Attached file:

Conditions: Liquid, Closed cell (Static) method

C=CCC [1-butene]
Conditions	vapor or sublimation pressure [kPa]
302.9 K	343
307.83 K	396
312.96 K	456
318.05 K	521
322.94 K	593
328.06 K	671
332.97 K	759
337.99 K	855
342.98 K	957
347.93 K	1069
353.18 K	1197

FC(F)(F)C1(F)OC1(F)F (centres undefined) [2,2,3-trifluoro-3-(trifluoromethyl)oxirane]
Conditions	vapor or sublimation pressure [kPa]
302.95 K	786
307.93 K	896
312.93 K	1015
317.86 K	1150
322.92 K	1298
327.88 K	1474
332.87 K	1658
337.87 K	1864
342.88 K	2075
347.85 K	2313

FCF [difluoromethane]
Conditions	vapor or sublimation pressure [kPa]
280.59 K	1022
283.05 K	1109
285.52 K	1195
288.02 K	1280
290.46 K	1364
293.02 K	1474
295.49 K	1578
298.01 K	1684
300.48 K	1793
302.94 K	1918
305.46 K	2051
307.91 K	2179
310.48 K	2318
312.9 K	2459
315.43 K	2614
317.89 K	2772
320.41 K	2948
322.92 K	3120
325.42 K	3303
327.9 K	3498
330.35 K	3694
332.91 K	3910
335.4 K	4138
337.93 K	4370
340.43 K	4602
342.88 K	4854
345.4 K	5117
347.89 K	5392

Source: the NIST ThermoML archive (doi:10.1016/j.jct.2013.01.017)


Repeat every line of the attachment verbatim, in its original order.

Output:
Conditions: Liquid, Closed cell (Static) method

C=CCC [1-butene]
Conditions	vapor or sublimation pressure [kPa]
302.9 K	343
307.83 K	396
312.96 K	456
318.05 K	521
322.94 K	593
328.06 K	671
332.97 K	759
337.99 K	855
342.98 K	957
347.93 K	1069
353.18 K	1197

FC(F)(F)C1(F)OC1(F)F (centres undefined) [2,2,3-trifluoro-3-(trifluoromethyl)oxirane]
Conditions	vapor or sublimation pressure [kPa]
302.95 K	786
307.93 K	896
312.93 K	1015
317.86 K	1150
322.92 K	1298
327.88 K	1474
332.87 K	1658
337.87 K	1864
342.88 K	2075
347.85 K	2313

FCF [difluoromethane]
Conditions	vapor or sublimation pressure [kPa]
280.59 K	1022
283.05 K	1109
285.52 K	1195
288.02 K	1280
290.46 K	1364
293.02 K	1474
295.49 K	1578
298.01 K	1684
300.48 K	1793
302.94 K	1918
305.46 K	2051
307.91 K	2179
310.48 K	2318
312.9 K	2459
315.43 K	2614
317.89 K	2772
320.41 K	2948
322.92 K	3120
325.42 K	3303
327.9 K	3498
330.35 K	3694
332.91 K	3910
335.4 K	4138
337.93 K	4370
340.43 K	4602
342.88 K	4854
345.4 K	5117
347.89 K	5392

Source: the NIST ThermoML archive (doi:10.1016/j.jct.2013.01.017)